United States President Joe Biden speaks about America's employment plan after touring Tidewater Community College in Norfolk, Virginia on May 3, 2021.
Almond Ngan | AFP | Getty Images
President Joe Biden will raise the annual US refugee cap for the fiscal year to 62,500 attendees, revising the much lower number set under the Trump administration, which "did not reflect American values," he said Monday.
"It is important to take these measures today to remove all doubts on the minds of refugees around the world who have suffered so much and are eagerly awaiting the start of their new lives," the president said in a statement.
Biden also said he plans to set a ceiling of 125,000 refugee admissions for the following fiscal year.
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The Biden administration has faced immense pressure from Democrats and activists to quickly raise the refugee ceiling from the historic low of 15,000 set under former President Donald Trump.
After Biden signaled in mid-April that he would keep the Trump-era cap, his own party's lawmakers publicly tore down the Democratic president.
"President Biden broke his promise to restore our humanity," said Rep. Pramila Jayapal, D-Wash., Chair of the Progressive Congressional Caucus at the time.
Shortly after the backlash, the White House said there was "confusion" in its news and promised to address the refugee cap by May 15.
Meanwhile, Republicans have criticized Biden's handling of a surge in migrant arrivals along the US-Mexico border. GOP lawmakers have urged the government to reinstate some of Trump's strict immigration policies, which Biden canceled when he took office. The media also spoke out against the administration for restricting access to the press in reports of congested border installations at the height of the surge.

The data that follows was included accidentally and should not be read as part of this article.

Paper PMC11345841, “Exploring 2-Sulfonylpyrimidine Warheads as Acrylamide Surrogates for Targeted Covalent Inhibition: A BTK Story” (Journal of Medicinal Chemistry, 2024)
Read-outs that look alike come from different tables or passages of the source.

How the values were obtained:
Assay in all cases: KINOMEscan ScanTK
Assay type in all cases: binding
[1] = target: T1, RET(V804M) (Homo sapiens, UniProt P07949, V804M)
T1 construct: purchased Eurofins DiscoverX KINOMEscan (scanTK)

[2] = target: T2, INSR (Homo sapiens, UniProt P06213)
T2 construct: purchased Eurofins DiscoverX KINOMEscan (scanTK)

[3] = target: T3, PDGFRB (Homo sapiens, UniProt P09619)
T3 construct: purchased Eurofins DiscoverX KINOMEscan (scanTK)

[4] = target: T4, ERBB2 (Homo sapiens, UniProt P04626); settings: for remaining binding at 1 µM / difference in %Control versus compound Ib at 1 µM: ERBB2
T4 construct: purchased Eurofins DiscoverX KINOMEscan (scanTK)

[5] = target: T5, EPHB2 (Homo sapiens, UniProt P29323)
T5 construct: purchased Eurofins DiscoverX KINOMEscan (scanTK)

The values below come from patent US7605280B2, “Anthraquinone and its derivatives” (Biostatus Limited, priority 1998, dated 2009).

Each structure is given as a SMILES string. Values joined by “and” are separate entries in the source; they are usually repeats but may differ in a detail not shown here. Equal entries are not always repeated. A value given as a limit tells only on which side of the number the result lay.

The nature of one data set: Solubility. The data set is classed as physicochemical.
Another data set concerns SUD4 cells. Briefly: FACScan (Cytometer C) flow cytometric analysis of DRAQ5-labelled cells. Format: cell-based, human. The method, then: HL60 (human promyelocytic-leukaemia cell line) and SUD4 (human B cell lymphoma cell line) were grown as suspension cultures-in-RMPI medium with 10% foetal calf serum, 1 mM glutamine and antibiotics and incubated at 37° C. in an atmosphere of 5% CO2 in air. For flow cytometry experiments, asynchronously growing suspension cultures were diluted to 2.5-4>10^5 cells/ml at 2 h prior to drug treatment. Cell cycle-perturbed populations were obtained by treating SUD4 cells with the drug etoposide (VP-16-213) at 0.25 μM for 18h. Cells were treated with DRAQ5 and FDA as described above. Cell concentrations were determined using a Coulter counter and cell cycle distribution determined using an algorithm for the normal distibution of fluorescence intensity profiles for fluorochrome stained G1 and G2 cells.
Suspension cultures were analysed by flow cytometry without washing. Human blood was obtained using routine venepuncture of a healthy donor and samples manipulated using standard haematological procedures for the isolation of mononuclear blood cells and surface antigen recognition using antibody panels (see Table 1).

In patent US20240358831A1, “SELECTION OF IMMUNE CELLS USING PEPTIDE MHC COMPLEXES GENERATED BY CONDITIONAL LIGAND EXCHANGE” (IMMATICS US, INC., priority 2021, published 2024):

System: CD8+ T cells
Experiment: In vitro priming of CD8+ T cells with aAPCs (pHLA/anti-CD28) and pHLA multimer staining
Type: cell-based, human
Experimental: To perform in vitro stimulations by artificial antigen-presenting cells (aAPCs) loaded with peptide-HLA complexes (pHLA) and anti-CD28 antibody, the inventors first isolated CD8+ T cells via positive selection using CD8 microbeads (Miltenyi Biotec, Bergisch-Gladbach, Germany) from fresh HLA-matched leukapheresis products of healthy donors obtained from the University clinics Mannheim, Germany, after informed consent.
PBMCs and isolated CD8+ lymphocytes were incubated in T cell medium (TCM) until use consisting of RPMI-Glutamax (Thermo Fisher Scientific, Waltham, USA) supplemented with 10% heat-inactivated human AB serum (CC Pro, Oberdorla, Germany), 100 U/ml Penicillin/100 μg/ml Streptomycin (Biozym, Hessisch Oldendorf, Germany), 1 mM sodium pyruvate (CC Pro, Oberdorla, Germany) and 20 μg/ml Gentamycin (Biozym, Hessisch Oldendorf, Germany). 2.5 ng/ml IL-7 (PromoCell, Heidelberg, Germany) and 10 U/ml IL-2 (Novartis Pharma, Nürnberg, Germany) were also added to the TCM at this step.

Biden's statement on Monday afternoon said the US refugee program embodied "America's commitment to protecting the most vulnerable and serving as a beacon of freedom and refuge for the world."
"It's a statement of who we are and who we want to be. So we'll rebuild what broke and do everything we can to complete the rigorous screening process for the refugees who are already in the pipeline for admission are located, "said the President.
But "the sad truth," he noted, "is that we're not going to get 62,500 approvals this year."
"We are working quickly to repair the damage of the past four years. It will take time, but this work is already underway. We have reopened the program to new refugees. And by changing the regional allocations last month We already increased the number of refugees who are ready to leave for the US, "he said.
Biden also admitted that his goal of 125,000 refugee admissions over the next year "will still be difficult to achieve".
"We may not make it in the first year. But we will use every tool available to help these fully screened refugees fleeing dire conditions in their home countries," he said. "This will validate American leadership and values in welcoming refugees."
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